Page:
Measuring the Costs of Air Pollution in China

Nov 1, 2009 | Peter Nelson

China’s rapid economic growth, accompanied by industrialization and rapid urbanization, has come at a high social cost: over 50 percent of China’s urban population is exposed to annual average levels of particulate matter (pm) that are over four times the annual average levels in U.S. cities. Chronic exposure to such pollution is likely to produce significant long-term health effects, including respiratory illness, heart disease, and premature mortality.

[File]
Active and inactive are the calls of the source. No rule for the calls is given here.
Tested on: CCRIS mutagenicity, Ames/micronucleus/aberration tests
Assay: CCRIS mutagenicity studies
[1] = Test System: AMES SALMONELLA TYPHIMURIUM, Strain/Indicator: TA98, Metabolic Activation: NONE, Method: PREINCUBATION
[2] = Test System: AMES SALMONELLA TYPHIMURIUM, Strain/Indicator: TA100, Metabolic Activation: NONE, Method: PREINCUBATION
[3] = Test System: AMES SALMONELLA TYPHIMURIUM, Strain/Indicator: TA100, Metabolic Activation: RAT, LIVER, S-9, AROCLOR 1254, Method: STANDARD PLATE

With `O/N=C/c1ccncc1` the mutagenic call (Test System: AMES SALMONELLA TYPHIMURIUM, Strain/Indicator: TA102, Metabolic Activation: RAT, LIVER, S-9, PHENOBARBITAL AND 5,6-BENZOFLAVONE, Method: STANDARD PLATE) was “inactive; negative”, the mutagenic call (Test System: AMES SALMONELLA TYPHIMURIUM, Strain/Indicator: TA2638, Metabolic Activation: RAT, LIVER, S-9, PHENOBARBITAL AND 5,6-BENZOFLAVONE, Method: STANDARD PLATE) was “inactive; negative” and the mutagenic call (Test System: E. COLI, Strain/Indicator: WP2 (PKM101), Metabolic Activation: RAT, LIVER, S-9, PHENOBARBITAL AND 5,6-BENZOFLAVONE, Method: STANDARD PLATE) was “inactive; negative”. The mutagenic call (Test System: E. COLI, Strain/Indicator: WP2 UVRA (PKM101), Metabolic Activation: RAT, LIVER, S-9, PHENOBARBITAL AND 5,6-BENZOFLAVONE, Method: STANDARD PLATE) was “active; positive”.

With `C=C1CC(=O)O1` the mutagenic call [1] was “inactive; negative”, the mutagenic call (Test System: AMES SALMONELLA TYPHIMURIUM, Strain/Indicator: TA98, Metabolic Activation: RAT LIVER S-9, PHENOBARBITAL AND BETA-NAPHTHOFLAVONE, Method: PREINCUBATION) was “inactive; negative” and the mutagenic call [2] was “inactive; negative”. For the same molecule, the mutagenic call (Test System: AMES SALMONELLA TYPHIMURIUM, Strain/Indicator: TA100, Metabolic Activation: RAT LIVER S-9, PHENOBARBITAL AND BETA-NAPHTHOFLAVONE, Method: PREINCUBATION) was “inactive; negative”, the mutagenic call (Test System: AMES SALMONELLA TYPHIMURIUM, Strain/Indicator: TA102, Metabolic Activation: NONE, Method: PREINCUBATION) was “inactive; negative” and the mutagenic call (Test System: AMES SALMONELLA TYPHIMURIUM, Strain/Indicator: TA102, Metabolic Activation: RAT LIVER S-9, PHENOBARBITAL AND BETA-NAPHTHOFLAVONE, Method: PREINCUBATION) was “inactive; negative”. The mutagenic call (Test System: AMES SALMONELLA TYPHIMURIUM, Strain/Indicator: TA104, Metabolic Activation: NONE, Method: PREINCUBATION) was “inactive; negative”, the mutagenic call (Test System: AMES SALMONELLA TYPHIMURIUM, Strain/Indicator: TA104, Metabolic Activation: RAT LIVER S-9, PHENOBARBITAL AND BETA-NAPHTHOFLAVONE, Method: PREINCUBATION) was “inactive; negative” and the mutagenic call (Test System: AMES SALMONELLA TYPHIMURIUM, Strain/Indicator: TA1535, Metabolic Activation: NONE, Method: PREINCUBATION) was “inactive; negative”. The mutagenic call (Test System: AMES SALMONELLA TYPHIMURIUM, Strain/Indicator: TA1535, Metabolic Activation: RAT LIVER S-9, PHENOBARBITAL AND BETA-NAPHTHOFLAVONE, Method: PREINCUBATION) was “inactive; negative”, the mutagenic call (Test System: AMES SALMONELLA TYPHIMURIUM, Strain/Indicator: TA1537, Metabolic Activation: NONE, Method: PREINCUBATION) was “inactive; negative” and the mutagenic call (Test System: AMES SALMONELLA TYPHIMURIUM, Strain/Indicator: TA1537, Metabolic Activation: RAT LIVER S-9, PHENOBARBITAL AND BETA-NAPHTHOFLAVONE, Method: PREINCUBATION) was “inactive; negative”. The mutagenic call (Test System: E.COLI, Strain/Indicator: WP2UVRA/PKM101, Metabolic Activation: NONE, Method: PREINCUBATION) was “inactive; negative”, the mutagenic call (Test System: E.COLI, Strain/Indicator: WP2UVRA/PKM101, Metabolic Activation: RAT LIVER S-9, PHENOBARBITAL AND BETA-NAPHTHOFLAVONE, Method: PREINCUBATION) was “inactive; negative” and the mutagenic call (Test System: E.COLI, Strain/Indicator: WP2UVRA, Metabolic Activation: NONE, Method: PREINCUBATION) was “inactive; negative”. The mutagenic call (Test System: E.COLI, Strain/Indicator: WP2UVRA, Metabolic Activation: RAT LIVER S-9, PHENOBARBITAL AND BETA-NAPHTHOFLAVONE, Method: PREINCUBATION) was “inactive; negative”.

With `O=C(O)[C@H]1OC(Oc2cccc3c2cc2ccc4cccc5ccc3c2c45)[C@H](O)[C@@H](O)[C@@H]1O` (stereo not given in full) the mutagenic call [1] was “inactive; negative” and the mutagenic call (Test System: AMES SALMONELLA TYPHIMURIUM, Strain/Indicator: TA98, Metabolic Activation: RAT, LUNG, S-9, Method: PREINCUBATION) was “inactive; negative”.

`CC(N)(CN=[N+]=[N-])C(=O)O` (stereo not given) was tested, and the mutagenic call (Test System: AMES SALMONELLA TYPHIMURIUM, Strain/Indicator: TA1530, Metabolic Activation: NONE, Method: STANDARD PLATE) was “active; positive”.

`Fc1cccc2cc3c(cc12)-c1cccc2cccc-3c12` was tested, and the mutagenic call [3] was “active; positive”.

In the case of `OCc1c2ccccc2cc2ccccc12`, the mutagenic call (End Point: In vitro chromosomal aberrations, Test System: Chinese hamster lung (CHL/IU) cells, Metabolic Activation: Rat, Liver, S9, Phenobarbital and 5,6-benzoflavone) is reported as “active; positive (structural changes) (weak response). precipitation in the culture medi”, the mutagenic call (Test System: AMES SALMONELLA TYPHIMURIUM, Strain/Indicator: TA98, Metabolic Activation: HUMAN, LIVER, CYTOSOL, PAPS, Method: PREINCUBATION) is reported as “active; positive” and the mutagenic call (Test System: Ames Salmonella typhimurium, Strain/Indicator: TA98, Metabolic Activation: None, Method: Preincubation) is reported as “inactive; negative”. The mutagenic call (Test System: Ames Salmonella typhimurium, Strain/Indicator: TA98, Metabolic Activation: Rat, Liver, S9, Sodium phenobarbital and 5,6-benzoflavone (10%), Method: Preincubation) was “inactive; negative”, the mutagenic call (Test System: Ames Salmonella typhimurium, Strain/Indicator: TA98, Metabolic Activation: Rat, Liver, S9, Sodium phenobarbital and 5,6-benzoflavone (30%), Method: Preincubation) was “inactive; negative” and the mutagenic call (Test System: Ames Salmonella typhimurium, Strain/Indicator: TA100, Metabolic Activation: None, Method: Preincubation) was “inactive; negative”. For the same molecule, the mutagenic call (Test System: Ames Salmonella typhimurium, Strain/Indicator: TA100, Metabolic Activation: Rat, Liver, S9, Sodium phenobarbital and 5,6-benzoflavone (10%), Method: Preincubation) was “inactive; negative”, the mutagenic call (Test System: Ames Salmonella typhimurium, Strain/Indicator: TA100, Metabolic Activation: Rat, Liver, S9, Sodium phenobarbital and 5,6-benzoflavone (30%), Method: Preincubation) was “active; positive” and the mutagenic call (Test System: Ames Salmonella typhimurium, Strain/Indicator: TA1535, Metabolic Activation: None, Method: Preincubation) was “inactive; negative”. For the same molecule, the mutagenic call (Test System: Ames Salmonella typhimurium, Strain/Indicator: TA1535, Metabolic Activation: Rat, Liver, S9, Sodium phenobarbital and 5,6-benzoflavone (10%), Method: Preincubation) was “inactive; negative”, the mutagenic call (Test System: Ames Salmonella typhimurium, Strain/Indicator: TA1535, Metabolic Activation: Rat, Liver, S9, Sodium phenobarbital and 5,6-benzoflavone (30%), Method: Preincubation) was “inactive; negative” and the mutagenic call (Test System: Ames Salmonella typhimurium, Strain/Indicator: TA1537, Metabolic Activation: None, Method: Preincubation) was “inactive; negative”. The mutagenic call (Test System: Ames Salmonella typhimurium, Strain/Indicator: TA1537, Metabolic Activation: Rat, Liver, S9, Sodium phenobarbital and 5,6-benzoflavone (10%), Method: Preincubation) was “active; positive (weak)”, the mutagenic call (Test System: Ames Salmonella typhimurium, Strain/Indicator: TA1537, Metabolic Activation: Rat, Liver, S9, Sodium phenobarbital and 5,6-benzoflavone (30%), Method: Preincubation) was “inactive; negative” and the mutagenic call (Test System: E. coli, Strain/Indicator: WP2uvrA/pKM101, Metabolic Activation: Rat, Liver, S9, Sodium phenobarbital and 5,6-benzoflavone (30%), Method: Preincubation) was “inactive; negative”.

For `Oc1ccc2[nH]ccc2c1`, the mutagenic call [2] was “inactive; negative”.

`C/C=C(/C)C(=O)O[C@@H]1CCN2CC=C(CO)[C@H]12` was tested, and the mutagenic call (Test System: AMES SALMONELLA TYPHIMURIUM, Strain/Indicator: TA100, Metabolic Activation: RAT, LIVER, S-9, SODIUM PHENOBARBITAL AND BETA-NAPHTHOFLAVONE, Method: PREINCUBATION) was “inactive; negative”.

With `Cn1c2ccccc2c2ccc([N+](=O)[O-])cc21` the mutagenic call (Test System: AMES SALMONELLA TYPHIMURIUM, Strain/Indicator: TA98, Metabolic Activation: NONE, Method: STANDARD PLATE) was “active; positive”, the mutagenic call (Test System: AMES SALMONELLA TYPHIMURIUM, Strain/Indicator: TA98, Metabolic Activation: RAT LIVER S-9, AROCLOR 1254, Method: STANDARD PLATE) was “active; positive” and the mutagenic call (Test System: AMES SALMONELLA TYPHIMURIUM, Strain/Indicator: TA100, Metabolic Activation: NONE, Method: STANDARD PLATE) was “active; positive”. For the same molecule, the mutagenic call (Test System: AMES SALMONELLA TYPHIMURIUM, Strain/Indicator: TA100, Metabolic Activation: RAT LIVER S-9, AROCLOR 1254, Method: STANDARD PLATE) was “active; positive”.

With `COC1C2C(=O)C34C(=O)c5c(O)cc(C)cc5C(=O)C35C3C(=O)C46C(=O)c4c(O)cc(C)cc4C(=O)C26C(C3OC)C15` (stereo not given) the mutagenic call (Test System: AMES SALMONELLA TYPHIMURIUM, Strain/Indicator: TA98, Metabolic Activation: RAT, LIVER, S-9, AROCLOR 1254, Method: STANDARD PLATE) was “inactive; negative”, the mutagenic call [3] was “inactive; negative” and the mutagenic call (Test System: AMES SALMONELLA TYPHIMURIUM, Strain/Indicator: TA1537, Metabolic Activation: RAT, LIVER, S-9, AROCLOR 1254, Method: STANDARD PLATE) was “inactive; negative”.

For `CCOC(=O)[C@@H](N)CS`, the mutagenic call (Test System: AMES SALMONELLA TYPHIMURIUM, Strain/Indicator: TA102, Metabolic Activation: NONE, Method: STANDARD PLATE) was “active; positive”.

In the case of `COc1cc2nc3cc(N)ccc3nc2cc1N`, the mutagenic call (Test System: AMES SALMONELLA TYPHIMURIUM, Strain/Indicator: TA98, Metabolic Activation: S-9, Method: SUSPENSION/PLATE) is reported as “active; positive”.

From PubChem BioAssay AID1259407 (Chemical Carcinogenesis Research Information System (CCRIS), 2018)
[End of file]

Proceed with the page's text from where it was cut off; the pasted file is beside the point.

Findings from a recent World Bank study involving RFF researchers show that the value of lives lost due to air pollution in 2003 was equivalent to 4 percent of China’s GDP. The researchers conclude that reducing air pollution levels to those experienced in the United States 20 years ago would save over 200,000 lives annually.

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